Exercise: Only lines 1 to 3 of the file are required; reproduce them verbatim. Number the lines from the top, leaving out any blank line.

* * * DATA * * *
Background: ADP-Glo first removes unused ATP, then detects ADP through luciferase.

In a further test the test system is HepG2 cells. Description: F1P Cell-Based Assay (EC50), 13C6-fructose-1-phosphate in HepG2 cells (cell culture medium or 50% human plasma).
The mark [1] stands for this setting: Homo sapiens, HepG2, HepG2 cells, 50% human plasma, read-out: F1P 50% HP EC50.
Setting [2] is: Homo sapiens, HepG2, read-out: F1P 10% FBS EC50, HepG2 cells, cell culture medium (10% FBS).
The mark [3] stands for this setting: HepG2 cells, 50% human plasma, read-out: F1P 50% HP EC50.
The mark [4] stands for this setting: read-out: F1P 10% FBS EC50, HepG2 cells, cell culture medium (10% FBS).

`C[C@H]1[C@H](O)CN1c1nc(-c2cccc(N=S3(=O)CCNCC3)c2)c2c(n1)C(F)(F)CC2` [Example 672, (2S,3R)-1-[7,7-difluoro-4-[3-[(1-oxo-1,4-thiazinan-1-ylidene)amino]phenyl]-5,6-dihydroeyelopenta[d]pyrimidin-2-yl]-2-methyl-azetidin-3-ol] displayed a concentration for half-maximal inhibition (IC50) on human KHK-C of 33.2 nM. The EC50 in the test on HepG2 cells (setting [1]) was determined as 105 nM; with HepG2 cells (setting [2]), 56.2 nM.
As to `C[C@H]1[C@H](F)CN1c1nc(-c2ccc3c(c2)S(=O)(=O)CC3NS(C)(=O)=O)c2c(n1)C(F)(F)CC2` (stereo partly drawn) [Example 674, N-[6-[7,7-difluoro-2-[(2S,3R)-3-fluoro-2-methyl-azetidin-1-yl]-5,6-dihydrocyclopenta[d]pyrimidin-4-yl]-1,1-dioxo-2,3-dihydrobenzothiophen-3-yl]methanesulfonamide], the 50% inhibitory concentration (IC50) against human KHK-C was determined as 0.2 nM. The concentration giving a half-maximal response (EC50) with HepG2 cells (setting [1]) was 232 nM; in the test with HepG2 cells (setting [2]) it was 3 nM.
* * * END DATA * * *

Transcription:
Background: ADP-Glo first removes unused ATP, then detects ADP through luciferase.

In a further test the test system is HepG2 cells. Description: F1P Cell-Based Assay (EC50), 13C6-fructose-1-phosphate in HepG2 cells (cell culture medium or 50% human plasma).
The mark [1] stands for this setting: Homo sapiens, HepG2, HepG2 cells, 50% human plasma, read-out: F1P 50% HP EC50.